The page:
We moved to Hawaii. I used to live in Hawaii and didn’t remember the humidity being so bad. While there I learned that my older son committed suicide and left me with two granddaughters. I don’t know if my ex-husband was being cruel or trying to shield me from more pain or hoping I would die before finding out. However, I wasn’t told of his death for nearly a year afterwards. So, after two years, it was time to move on again. But before that I had heard about a procedure called LVRS. “Lung Volume Reduction Surgery” I wrote to the doctor and took all the info to my doctor in Hawaii. He said I wasn’t a candidate. Even today the doctors at Kaiser don’t push LVRS nor transplant. Nonetheless, we moved again, to Northern California. We were there a year. Geez, I didn’t know it could rain so much.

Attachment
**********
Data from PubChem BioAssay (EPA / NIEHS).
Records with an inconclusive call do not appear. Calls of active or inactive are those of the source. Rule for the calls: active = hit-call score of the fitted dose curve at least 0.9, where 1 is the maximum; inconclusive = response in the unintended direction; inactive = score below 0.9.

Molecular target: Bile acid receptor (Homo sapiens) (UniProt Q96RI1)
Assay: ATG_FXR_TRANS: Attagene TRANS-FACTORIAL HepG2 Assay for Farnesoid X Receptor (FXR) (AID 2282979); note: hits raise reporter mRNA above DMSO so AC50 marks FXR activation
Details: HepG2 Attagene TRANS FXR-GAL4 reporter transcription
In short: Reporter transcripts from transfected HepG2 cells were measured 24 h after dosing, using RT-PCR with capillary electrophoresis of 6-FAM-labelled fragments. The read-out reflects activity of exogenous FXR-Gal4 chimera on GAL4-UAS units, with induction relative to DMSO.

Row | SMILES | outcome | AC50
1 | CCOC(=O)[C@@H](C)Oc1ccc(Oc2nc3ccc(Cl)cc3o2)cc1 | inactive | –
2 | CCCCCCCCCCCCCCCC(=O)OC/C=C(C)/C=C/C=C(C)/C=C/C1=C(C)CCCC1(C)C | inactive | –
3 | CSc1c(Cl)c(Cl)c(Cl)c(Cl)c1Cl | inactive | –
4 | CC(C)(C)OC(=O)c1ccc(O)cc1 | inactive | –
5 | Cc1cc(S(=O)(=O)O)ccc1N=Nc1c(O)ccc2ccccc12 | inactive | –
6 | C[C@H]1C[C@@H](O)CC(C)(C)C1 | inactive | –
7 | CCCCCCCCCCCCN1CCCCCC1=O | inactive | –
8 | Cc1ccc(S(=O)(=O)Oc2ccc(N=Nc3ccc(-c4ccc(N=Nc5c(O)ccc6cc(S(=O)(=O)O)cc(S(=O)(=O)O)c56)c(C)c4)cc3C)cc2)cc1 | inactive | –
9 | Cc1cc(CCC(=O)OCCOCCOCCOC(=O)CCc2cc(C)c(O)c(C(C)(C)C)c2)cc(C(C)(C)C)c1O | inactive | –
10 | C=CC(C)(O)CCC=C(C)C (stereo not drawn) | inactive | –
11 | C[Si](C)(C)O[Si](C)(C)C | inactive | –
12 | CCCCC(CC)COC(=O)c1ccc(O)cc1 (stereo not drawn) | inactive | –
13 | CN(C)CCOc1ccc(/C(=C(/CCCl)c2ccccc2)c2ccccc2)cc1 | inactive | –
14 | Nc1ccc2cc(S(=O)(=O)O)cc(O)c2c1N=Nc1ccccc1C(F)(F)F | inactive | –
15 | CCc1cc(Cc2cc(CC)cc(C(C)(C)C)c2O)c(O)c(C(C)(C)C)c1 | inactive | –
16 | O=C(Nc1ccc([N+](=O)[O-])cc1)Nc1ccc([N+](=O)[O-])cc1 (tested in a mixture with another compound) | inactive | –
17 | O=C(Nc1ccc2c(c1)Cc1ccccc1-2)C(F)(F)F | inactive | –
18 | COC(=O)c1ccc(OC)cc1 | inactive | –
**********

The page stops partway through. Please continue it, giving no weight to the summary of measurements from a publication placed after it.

We moved again, to Las Vegas, the doctor said dry heat. So! After being there 6 months and on January 1, 1998 I got really sick and didn’t realize that I had pneumonia. I was hospitalized and put on 02. Later on, in the year I met a man who had the LVRS and he gave me his doctor’s name. I went to him and we decided that I could go for it. I called that doctor in Hawaii after I was scheduled and invited him to come and watch, he said he would if I paid for the ticket. I worked out like crazy to get in shape and then finally in Sept. of 98 it happened. The only bad thing is some complications about something like TB. They thought I had cancer of the lungs. I was only to be in for a week but ended up being in for 6. I was on a trach/ ventilator and thought for sure that I would never leave the hospital again. Especially after they transferred me to a “long term care” facility. I was terrified. The isolation, the drugs, it was all too much. The drugs gave me INH induced Lupus which made it impossible to move really. The main thing you have to do after LVRS. I continued like that for nearly 5 more months. I fought the doctors and finally when I decided I was going to stop the drugs no matter what they agreed to let me quit. They can force you to take the drugs because you could be putting the public at risk. I had to start over again with the physical therapy. People ask me if the LVRS helped. I say yes, even with all of the things that went wrong, I still could feel a difference and don’t think I would have made it to transplant without it. I still had to use oxygen, but there were sometimes that I could take it off, like when sitting at rest and occasionally while doing simple tasks.